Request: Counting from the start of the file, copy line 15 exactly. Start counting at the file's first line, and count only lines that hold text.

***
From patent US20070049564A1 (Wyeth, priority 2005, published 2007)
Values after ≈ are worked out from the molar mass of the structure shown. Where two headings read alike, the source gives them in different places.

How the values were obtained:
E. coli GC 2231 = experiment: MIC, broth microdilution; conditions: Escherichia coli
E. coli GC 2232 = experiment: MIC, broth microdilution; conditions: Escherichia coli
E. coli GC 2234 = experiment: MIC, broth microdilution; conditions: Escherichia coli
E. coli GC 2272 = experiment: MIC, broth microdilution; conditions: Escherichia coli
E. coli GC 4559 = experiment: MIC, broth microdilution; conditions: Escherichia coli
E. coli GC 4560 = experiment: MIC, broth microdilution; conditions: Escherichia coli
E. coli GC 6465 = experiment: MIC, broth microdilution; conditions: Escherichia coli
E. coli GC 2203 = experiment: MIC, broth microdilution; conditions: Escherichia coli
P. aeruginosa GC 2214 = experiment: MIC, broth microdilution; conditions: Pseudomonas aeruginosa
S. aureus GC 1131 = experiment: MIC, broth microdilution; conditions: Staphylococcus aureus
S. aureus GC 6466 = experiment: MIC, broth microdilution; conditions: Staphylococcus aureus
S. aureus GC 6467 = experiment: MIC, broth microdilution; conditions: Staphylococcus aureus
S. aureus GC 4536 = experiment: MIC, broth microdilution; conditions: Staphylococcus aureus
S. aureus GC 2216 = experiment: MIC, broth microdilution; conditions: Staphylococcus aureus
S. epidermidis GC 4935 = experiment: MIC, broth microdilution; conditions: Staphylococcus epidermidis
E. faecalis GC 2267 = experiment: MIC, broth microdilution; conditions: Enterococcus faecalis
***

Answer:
S. aureus GC 6467 = experiment: MIC, broth microdilution; conditions: Staphylococcus aureus